“It’s required in the national parks in the Sierra…and useful in the rest of the range. But it sounds like the rest of the folks answering this question do not carry one?”
Unless something has changed recently, bear canisters are required in only some sections of the national parks, at least SEKI.Mar 13, 2021 at 10:40 pm #3704504Paul WagnerBPL Member
@balzaccomLocale: Wine Country
What the website for SEKI says is that bear cans are required in a long list of places, while steel bear boxes have been established in other places. It then goes on to say this:
“3. Counter-balance Method
It’s a common misperception that the counter-balance method is a good way to protect food from bears. However, because bears are so adaptable, many have learned to obtain counter-balanced food. This method generally does not work in these parks. Only use this option if the others are not available.”
So you are correct…although I have never backpacked in SEKI without a bear can, for these exact reasons. And they are required in Yosemite.Mar 15, 2021 at 6:56 am #3704690James MarcoBPL Member
@jamesdmarcoLocale: Finger Lakes
A difficult question. I run about 7-8 pounds for a single overnight trip in summer. For two weeks out, my pack weight is between 23 and 25 pounds in summer. In fall and spring, my weight goes up to about 27-30 pounds for two weeks out. I haven’t used mail drops/resupplies in many years because I meet my wife at some predesignated spot on a trail.Mar 15, 2021 at 7:26 am #3704693Brad RogersBPL Member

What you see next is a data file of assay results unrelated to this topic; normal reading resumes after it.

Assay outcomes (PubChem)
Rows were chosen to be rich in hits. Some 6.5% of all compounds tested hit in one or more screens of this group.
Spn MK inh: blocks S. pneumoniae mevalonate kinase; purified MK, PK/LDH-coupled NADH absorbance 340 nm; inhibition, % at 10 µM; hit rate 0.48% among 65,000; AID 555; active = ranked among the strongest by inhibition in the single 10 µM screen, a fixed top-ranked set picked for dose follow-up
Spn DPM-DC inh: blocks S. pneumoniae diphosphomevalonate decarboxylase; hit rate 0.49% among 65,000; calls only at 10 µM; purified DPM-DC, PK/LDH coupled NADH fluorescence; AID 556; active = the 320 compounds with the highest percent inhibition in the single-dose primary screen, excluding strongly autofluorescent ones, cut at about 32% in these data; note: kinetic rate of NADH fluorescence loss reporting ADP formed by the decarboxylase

@mocs123Locale: Southeast Tennessee
For a week long Summer trip in the Sierra’s or Rockies about 25lb including food, water, fuel and bear canister. I’m about a pound and a half lighter if I take an Ursack instead of the Bear Can (where allowed).Mar 16, 2021 at 12:54 pm #3704939HkNewmanBPL Member
@hknewmanLocale: The West is (still) the Best
This also brings up body size. A 10 lb base-weight is 10% of a 100lb hikers total “weight“, but only 5% of a 200lb hikers ”weight”, etc..
Then there’s conditioning and goals as well. Someone trying to speed through a trip with a “running” style pack, a drilled mini bamboo toothbrush, etc.. vs. someone else bringing something like a camera, mini tripod, whatever where they may have to stop for a bit.
A modular pack would be great … unless you’re a pack maker. Maybe a lot of other gear can go on different trips..Mar 21, 2021 at 10:44 am #3705638James MarcoBPL Member
@jamesdmarcoLocale: Finger Lakes
HkNewman, Yeah, I hear that. Generally, nobody really cares except the person carrying the load. I have been out for two weeks with less weight (I go about 175#) than a woman I met going for three days(two nights) out(I estimate her weight at about 130# or so.) I was carrying 24# and she was carrying 45# including two changes of cloths! Someone had told her around 1/3 of her body weight was good.
Pack weigh is even less well defined than base weight. It is everything you carry as you leave for a hiking trip. That includes base weight, soo, an average person with a 10# base can easily add in a few pounds of discretionary weight. I add in about 5oz for fishing gear(rod, reel, line, hooks/lures, etc) with my base weight. A larger gentlemen (about 290#) requires a full 10#base with no discretion. My daughter is 5′ and 120pounds. She usually just fits into small stuff, small backpack, small sleeping bag, etc and she does not need the volume of food I do.